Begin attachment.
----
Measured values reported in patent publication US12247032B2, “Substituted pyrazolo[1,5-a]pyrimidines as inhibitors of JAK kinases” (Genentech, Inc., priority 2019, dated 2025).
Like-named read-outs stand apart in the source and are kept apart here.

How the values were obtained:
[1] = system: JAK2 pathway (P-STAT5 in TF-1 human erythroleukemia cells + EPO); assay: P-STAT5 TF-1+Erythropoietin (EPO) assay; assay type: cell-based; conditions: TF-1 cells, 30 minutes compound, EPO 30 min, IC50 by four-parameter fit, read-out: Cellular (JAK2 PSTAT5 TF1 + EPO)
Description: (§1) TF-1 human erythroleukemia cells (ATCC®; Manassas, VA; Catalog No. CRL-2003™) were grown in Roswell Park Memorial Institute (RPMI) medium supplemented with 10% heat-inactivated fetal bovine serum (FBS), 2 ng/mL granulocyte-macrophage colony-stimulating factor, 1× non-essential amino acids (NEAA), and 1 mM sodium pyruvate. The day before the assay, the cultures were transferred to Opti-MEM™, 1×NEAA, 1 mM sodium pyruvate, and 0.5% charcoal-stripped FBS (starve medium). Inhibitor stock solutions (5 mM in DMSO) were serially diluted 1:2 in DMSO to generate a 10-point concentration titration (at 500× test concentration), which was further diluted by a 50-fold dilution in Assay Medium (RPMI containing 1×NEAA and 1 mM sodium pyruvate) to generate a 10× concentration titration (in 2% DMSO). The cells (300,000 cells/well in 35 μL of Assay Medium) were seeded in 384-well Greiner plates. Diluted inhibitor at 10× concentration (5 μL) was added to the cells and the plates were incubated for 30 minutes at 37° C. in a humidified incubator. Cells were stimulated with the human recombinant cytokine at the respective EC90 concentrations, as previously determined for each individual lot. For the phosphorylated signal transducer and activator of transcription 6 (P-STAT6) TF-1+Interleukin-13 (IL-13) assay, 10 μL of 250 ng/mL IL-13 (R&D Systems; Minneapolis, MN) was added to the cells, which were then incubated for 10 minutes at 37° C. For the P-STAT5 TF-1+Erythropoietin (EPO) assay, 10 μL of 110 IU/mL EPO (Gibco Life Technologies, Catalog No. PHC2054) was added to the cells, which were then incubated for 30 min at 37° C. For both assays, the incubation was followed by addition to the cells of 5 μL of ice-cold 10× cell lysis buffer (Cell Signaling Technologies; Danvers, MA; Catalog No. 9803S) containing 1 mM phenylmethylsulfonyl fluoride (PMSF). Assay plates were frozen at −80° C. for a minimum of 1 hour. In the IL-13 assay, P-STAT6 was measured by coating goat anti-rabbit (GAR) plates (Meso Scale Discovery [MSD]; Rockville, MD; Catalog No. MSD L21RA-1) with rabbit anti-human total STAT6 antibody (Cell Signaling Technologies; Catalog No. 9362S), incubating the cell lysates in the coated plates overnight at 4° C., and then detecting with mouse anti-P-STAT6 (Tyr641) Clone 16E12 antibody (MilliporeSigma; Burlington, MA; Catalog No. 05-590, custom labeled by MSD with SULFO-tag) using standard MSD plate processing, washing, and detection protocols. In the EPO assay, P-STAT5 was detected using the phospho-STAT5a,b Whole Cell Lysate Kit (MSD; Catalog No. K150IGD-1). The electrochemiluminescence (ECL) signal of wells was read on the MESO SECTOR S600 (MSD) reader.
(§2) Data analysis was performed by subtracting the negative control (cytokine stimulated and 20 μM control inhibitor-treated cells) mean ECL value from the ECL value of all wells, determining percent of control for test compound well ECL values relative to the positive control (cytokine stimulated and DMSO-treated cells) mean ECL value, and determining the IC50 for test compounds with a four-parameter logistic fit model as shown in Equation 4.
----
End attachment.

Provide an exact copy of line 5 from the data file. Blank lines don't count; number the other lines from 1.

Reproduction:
Description: (§1) TF-1 human erythroleukemia cells (ATCC®; Manassas, VA; Catalog No. CRL-2003™) were grown in Roswell Park Memorial Institute (RPMI) medium supplemented with 10% heat-inactivated fetal bovine serum (FBS), 2 ng/mL granulocyte-macrophage colony-stimulating factor, 1× non-essential amino acids (NEAA), and 1 mM sodium pyruvate. The day before the assay, the cultures were transferred to Opti-MEM™, 1×NEAA, 1 mM sodium pyruvate, and 0.5% charcoal-stripped FBS (starve medium). Inhibitor stock solutions (5 mM in DMSO) were serially diluted 1:2 in DMSO to generate a 10-point concentration titration (at 500× test concentration), which was further diluted by a 50-fold dilution in Assay Medium (RPMI containing 1×NEAA and 1 mM sodium pyruvate) to generate a 10× concentration titration (in 2% DMSO). The cells (300,000 cells/well in 35 μL of Assay Medium) were seeded in 384-well Greiner plates. Diluted inhibitor at 10× concentration (5 μL) was added to the cells and the plates were incubated for 30 minutes at 37° C. in a humidified incubator. Cells were stimulated with the human recombinant cytokine at the respective EC90 concentrations, as previously determined for each individual lot. For the phosphorylated signal transducer and activator of transcription 6 (P-STAT6) TF-1+Interleukin-13 (IL-13) assay, 10 μL of 250 ng/mL IL-13 (R&D Systems; Minneapolis, MN) was added to the cells, which were then incubated for 10 minutes at 37° C. For the P-STAT5 TF-1+Erythropoietin (EPO) assay, 10 μL of 110 IU/mL EPO (Gibco Life Technologies, Catalog No. PHC2054) was added to the cells, which were then incubated for 30 min at 37° C. For both assays, the incubation was followed by addition to the cells of 5 μL of ice-cold 10× cell lysis buffer (Cell Signaling Technologies; Danvers, MA; Catalog No. 9803S) containing 1 mM phenylmethylsulfonyl fluoride (PMSF). Assay plates were frozen at −80° C. for a minimum of 1 hour. In the IL-13 assay, P-STAT6 was measured by coating goat anti-rabbit (GAR) plates (Meso Scale Discovery [MSD]; Rockville, MD; Catalog No. MSD L21RA-1) with rabbit anti-human total STAT6 antibody (Cell Signaling Technologies; Catalog No. 9362S), incubating the cell lysates in the coated plates overnight at 4° C., and then detecting with mouse anti-P-STAT6 (Tyr641) Clone 16E12 antibody (MilliporeSigma; Burlington, MA; Catalog No. 05-590, custom labeled by MSD with SULFO-tag) using standard MSD plate processing, washing, and detection protocols. In the EPO assay, P-STAT5 was detected using the phospho-STAT5a,b Whole Cell Lysate Kit (MSD; Catalog No. K150IGD-1). The electrochemiluminescence (ECL) signal of wells was read on the MESO SECTOR S600 (MSD) reader.